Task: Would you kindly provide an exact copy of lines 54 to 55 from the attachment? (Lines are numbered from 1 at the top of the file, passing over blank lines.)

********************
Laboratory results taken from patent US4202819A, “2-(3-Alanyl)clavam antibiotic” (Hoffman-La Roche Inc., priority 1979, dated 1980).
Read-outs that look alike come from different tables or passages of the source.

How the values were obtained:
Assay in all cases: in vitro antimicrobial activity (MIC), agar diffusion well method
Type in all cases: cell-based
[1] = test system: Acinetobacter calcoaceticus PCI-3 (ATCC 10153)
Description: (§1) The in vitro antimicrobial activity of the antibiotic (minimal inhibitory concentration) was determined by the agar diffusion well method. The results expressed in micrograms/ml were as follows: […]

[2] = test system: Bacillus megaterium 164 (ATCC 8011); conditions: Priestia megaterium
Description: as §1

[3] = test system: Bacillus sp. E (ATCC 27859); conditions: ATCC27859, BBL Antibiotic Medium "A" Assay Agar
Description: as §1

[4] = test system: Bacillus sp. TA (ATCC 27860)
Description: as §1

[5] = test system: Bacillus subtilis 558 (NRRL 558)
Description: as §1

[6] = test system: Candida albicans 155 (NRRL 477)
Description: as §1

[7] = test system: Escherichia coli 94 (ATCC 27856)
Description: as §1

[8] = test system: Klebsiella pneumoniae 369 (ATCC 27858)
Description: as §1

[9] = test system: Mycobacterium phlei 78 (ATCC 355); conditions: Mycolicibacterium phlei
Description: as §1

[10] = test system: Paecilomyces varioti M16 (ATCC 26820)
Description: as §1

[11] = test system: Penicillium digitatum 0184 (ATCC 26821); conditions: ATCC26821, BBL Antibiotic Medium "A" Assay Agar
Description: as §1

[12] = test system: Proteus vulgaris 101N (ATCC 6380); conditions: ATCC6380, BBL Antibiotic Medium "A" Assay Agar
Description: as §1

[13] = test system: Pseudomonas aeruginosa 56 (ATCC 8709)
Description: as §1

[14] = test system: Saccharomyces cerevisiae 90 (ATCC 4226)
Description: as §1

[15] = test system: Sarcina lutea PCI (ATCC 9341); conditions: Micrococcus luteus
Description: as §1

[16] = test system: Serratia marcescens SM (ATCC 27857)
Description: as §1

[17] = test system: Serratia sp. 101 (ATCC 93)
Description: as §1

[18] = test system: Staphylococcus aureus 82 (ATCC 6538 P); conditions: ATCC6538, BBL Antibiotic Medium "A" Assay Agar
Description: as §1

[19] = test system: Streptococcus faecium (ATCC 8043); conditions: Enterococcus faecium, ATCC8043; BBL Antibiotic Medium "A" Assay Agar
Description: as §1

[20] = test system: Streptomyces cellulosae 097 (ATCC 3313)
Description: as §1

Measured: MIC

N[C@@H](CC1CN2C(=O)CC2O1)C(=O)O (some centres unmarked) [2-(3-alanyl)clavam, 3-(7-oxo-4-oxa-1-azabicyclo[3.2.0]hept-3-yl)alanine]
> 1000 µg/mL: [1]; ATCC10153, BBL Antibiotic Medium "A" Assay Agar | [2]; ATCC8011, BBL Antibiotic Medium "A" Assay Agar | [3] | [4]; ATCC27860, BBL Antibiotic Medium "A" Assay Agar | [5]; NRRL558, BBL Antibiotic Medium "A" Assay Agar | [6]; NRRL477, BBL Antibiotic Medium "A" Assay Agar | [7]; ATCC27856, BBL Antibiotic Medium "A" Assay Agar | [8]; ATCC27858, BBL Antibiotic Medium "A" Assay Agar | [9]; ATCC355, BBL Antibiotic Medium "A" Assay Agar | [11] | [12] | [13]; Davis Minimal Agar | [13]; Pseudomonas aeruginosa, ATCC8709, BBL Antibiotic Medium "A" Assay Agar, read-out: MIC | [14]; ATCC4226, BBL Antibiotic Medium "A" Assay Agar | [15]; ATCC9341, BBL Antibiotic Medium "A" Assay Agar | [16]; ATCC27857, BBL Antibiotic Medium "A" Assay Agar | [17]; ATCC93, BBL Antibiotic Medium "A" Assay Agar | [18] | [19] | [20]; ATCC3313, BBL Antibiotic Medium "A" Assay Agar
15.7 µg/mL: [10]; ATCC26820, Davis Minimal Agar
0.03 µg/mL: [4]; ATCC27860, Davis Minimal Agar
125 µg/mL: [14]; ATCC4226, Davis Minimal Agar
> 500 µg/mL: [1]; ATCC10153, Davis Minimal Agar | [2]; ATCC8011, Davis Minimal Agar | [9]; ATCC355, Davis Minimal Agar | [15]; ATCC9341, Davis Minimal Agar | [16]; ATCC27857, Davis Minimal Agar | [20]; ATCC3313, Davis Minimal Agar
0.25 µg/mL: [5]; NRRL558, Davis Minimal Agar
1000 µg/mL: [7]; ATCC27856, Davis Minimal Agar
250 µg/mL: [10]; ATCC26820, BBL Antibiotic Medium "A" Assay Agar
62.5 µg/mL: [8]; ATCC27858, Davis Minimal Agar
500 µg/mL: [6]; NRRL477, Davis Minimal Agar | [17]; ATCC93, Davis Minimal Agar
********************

1000 µg/mL: [7]; ATCC27856, Davis Minimal Agar
250 µg/mL: [10]; ATCC26820, BBL Antibiotic Medium "A" Assay Agar